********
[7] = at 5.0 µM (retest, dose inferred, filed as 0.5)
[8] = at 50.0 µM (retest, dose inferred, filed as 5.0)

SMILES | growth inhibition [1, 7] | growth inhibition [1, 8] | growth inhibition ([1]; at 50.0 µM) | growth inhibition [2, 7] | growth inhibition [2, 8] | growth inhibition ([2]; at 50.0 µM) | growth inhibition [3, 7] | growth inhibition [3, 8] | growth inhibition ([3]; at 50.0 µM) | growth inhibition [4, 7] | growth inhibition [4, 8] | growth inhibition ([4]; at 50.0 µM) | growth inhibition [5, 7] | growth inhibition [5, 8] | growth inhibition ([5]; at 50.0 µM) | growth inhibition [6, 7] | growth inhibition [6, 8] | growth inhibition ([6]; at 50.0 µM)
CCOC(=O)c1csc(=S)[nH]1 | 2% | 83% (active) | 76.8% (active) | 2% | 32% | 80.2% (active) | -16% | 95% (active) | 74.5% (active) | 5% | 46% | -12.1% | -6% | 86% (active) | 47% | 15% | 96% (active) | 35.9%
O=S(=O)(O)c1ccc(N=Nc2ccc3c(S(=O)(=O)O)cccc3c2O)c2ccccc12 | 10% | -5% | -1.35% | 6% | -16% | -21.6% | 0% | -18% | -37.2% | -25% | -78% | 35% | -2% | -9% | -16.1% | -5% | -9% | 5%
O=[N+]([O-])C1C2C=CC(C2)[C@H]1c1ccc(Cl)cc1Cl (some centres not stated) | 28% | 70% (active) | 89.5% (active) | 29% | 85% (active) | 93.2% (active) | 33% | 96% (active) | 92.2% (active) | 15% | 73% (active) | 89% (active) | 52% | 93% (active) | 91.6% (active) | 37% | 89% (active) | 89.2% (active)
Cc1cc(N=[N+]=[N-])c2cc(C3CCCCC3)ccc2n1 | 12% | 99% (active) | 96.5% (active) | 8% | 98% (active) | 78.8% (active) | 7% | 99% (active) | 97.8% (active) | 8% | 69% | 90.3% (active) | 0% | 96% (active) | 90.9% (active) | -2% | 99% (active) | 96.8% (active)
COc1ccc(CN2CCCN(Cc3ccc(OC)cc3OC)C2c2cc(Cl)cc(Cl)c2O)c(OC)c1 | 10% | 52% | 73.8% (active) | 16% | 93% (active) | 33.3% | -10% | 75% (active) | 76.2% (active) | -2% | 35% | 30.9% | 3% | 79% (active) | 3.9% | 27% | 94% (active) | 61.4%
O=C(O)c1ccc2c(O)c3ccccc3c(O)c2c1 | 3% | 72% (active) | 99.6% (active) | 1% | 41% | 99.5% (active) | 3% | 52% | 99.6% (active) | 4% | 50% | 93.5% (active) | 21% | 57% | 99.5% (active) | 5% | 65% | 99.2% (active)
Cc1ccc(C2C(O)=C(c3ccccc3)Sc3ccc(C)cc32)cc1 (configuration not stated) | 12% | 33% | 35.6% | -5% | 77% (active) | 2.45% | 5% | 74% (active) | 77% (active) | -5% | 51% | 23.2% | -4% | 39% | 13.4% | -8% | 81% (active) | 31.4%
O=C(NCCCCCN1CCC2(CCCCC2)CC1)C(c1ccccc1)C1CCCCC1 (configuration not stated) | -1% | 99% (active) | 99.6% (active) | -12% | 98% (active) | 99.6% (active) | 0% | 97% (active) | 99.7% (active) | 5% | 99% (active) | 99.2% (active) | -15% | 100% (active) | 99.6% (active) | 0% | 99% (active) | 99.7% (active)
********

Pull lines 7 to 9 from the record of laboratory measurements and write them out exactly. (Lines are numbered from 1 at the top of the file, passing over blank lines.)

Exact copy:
Cc1cc(N=[N+]=[N-])c2cc(C3CCCCC3)ccc2n1 | 12% | 99% (active) | 96.5% (active) | 8% | 98% (active) | 78.8% (active) | 7% | 99% (active) | 97.8% (active) | 8% | 69% | 90.3% (active) | 0% | 96% (active) | 90.9% (active) | -2% | 99% (active) | 96.8% (active)
COc1ccc(CN2CCCN(Cc3ccc(OC)cc3OC)C2c2cc(Cl)cc(Cl)c2O)c(OC)c1 | 10% | 52% | 73.8% (active) | 16% | 93% (active) | 33.3% | -10% | 75% (active) | 76.2% (active) | -2% | 35% | 30.9% | 3% | 79% (active) | 3.9% | 27% | 94% (active) | 61.4%
O=C(O)c1ccc2c(O)c3ccccc3c(O)c2c1 | 3% | 72% (active) | 99.6% (active) | 1% | 41% | 99.5% (active) | 3% | 52% | 99.6% (active) | 4% | 50% | 93.5% (active) | 21% | 57% | 99.5% (active) | 5% | 65% | 99.2% (active)